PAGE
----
Nothing Anne does seems to please her boss. And the harder Anne tries, the more mistakes she makes. No matter how carefully she edits a report, her boss will find a typo in it.
No matter how carefully Anne thinks something through, her boss will always say "Did you think about this other thing?" Anne is starting to feel hopelessly incompetent.Julie is starting yet another diet. She's full of resolve.
She stocked the fridge with fresh fruits and vegetables, she invested in a new pair of running shoes, and she replaced her old portable dvd player with an ipod. Her husband laughs at her and asks how long it will last this time. Her children complain that there are no snacks in the refrigerator, and insist that a loving mom wouldn't deprive her children just because she was on a diet.
Julie is starting to wonder if maybe they're right about her. She's never stuck to a diet in the past, so why would things be different this time? And what kind of mother is she if her kids think she doesn't love them?.Nancy is reluctantly accompanying her husband to another boring office party. She hates them.
The women he works with are so glamorous and accomplished that Nancy feels like a frump in their presence. Sometimes the men flirt with her a little bit, which is humiliating because she knows that they're really just making fun of her. She knows her husband wishes she were more beautiful and interesting, but he's stuck with her.What do these three women have in common? They all allow other people's opinions of them to be more important than their opinions of themselves. And they never entertain the possibility that other people's opinions might be wrong, or even that they don't even know what other people's opinions are!.
Anne assumes that her boss is always right. After all, he's the boss. If he thinks she's an incompetent boob, it must be so. After all, Anne has reams of experiences to validate this.
Only someone completely incompetent would make so many errors.Maybe her boss is wrong. Maybe he's too quick to criticize and not willing enough to let her learn. Maybe with another boss, Anne would flourish.Julie lets her family erode her resolve.
She's letting the past dictate her future. So what if this is the fiftieth time she's tried to lose weight? The only way to figure out how to lose weight is to keep trying, even after failing. Most people who have successfully lost weight and kept it off report that it took many attempts and many backslides before they were finally able to get it off permanently. And as for her children, the best way to love them is to be as healthy as she can be, and by modeling healthy behavior for them.And how does Nancy know that the men at her husband's office party aren't really flirting with her? Is she a mind reader? Why doesn't she give the experience a different interpretation? She might interpret it as "Wow, I must really be attractive!" Or "Wow, these men are jerks!" And how does she know that her husband wishes she were more beautiful and interesting? Maybe he's proud to take her to his office parties to show her off.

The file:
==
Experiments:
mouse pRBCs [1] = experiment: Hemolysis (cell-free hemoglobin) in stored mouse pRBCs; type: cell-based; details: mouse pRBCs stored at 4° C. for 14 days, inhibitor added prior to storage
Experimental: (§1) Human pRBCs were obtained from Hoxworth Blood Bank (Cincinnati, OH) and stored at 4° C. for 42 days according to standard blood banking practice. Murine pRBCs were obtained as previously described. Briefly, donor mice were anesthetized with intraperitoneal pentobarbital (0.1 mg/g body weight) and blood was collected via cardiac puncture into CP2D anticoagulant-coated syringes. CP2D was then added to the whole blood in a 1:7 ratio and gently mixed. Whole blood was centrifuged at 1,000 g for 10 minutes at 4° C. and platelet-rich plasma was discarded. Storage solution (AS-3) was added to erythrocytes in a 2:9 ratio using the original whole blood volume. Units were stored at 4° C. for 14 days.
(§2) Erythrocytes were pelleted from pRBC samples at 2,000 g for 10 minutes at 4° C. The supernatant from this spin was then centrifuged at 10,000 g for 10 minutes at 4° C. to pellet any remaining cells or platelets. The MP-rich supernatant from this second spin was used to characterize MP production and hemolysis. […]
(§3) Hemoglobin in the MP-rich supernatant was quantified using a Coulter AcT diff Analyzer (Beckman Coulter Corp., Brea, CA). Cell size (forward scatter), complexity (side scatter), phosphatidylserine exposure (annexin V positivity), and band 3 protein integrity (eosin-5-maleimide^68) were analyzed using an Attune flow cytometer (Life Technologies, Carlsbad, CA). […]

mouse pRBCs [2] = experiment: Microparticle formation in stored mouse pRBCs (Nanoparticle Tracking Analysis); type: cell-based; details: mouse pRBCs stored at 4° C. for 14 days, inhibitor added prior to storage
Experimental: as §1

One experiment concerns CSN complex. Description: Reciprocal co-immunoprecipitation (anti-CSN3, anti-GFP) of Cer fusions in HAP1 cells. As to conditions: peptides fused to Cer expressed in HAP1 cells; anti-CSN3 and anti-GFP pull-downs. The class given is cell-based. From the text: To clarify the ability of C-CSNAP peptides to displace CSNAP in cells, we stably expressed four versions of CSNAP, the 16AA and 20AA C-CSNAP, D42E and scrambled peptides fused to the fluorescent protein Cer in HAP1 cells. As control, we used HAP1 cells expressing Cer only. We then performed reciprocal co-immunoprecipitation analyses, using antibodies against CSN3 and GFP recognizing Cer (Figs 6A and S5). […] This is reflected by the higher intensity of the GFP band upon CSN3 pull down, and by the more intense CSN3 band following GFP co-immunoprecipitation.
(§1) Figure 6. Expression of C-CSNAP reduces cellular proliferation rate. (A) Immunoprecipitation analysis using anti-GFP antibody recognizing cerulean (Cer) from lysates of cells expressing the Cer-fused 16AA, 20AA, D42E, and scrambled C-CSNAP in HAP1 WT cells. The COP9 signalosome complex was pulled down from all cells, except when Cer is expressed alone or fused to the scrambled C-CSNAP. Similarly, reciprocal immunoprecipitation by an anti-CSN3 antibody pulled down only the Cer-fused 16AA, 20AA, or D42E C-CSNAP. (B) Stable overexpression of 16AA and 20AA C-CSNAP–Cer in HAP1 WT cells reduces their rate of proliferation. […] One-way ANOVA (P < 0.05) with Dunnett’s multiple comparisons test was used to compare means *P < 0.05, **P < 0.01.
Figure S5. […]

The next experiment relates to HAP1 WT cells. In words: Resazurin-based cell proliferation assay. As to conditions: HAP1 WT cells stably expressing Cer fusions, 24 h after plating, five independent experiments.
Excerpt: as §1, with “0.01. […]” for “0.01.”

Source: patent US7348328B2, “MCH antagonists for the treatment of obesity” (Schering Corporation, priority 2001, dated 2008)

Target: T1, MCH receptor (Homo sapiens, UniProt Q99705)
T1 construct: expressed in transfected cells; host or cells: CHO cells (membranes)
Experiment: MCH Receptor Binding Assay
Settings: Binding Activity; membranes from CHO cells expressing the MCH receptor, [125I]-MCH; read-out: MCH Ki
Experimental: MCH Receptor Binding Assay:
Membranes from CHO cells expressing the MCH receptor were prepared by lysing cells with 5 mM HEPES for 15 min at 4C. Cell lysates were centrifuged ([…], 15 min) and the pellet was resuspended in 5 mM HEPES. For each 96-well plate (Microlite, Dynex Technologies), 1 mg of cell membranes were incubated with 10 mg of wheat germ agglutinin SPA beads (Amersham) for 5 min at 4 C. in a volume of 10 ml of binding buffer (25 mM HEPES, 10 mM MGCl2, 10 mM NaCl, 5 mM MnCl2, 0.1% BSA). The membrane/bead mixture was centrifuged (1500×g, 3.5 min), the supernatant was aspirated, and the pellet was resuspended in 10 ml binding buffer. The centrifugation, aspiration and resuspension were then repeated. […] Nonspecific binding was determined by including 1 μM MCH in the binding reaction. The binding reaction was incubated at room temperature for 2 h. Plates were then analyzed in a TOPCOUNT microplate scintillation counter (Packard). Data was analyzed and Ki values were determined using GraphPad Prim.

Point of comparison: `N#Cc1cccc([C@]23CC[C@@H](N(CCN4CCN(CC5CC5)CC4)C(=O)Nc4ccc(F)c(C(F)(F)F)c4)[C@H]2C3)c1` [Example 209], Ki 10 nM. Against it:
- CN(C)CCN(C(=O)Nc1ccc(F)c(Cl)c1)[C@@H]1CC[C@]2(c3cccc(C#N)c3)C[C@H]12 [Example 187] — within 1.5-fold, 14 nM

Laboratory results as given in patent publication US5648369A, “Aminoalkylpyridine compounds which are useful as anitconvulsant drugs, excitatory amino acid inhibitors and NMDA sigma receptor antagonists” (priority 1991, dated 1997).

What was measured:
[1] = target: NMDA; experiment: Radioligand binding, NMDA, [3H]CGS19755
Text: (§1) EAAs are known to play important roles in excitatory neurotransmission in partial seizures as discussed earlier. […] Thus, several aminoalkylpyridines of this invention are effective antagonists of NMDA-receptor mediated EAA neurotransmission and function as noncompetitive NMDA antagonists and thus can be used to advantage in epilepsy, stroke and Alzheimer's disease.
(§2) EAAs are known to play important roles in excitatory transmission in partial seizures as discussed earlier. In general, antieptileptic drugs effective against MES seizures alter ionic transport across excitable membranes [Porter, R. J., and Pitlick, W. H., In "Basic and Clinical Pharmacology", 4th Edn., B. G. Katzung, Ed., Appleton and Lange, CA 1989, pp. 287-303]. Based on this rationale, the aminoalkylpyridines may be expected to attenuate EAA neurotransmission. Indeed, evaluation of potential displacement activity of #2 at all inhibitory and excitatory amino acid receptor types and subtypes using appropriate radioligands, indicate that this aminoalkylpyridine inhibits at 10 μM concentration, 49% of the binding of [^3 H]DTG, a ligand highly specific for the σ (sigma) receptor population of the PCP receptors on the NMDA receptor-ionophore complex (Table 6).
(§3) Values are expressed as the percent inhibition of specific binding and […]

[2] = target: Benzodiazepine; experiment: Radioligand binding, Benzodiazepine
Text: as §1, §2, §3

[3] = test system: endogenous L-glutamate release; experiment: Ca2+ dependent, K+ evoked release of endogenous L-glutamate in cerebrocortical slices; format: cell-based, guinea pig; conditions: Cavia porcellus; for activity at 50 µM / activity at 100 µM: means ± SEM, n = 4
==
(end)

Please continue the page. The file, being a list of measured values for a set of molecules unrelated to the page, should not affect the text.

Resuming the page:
Maybe all the other women at the office envy her.The lesson is: Same experience, different interpretation. In other words, for every experience any of us has, we can apply a million different interpretations, and more often than not, we don't know which one is "correct." So why not choose the one we prefer?.When someone snaps at you at work, you can be sad that the person doesn't like you, you can be angry and indignant, you can wonder what's going on in that person's life and know that it has nothing to do with you, you can recoil in fear, or you can laugh.
When your husband reads the paper at the breakfast table, you can be annoyed that he's ignoring you, you can be curious about what's in the news that is holding his attention, you can grieve that he's not interested in you anymore, or you can be grateful that he's not paying attention to you because you wanted to tweeze your chin at the breakfast table anyway.Your self esteem belongs to you. Nobody has a right to it.
Nobody else has any business controlling it. If you think other people have opinions about you that bother you, consider that you can't read their minds, so you can't be sure what their opinions are anyway, and consider that it doesn't much matter what their opinions of you are anyway..
Holly Zenith is a professional woman by day and a netpreneur by night. Her mission is to help women move forward in their lives and make their dreams come true. Please visit her at http://hollyzenith.com/sq.html.
By: Holly Zenith